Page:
Friday, October 21, 2011

Eric Hoffer: Reflections


Due to the imperfection of man's instincts there is a pause of faltering and groping between his perception and action. This pause is a seedbed of the apprehensions, the insights, the images, and the concepts which are the warp and woof of the creative process. A shrinking of the pause results in some degree of dehumanization. This is as true of highly grained specialists and dogmatic True Believers as of the mentally deficient.

Both iron discipline and blind faith strive to eliminate the pause of hesitation before action, while the discipline that humanizes and civilizes aims at widening the interval between impulse and execution.

Art humanizes because the artist must grope and feel his way, and he never ceases to learn.

-- Eric Hoffer --
from Reflections on the Human Condition

Some interesting thoughts here.

One could speculate that during that widening pause between impulse or perception and action or response, people could conceivably think differently than they did the last time and therefore might change their ideas. That suggests that changing one's mind now and then when felt necessary is more human than never changing one's mind at any time. So, those who insist on attacking others for changing their minds are actually complimenting them, are calling them more human and civilized. A strange thought.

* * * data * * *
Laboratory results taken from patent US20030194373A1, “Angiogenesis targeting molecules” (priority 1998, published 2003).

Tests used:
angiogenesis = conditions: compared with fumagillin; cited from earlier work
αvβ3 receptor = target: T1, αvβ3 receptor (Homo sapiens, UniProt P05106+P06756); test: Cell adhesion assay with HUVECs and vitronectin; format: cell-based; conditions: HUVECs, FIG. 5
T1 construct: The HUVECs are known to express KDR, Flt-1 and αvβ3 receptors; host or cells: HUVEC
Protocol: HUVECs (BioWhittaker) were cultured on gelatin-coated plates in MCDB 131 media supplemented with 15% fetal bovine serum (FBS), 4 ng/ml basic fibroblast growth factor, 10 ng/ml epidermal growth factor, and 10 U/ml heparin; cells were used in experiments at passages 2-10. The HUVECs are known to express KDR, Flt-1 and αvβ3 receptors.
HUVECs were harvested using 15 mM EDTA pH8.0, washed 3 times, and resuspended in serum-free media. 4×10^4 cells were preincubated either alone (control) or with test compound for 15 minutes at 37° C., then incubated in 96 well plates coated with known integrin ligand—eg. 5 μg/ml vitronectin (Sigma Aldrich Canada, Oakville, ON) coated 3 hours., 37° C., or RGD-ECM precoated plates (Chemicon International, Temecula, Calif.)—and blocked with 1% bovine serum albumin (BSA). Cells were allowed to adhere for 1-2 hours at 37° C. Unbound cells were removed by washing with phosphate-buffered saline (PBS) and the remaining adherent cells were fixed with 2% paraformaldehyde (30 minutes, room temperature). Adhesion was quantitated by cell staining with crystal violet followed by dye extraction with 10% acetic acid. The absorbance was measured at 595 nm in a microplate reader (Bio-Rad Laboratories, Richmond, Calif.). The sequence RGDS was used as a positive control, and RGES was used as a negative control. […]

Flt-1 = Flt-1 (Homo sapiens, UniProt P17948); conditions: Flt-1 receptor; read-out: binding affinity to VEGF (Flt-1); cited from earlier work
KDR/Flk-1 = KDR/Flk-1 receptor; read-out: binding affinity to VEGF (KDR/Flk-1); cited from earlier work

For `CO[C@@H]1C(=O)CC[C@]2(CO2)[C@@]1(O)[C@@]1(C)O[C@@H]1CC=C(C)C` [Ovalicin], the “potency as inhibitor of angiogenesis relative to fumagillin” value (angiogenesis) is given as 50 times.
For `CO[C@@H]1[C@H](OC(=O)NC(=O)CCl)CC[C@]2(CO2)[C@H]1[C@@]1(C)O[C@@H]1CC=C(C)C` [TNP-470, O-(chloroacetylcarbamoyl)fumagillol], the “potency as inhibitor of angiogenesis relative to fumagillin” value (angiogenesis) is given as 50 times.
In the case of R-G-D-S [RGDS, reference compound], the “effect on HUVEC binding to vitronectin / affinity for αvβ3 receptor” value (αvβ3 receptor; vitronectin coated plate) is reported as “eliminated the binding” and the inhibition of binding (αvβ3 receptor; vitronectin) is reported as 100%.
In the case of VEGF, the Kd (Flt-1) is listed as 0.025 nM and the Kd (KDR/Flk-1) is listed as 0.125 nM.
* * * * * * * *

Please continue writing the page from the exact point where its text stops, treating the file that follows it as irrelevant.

Michel de Montaigne put it much more succinctly.

Only fools are certain and immovable.


  1. Fred,

    Glad to see your blog is up and running. It was gone yesterday, and I hoped you hadn't gotten rid of it without warning. Was it just a glitch with the site?

  2. Cheryl,

    There were problems at the blogger. When I logged on earlier, I was told that my account was disabled, but I was not told why. I then filed an inquiry asking them to explain why my account was shut down as I could think of no reason why I had violated the terms of service.

    When I logged on this morning, I found that it had been restored during the night. The quotation below is from a message I got from them this morning. Notice how thoroughly they explain the problem. It's a bit of bureaucratic fluff trying to avoid having to openly admit that they goofed. At least it's an apology, of sorts.

    "We apologize for any inconvenience you may have experienced. The issue you described should now be resolved."

    I'll probably never know what happened or why.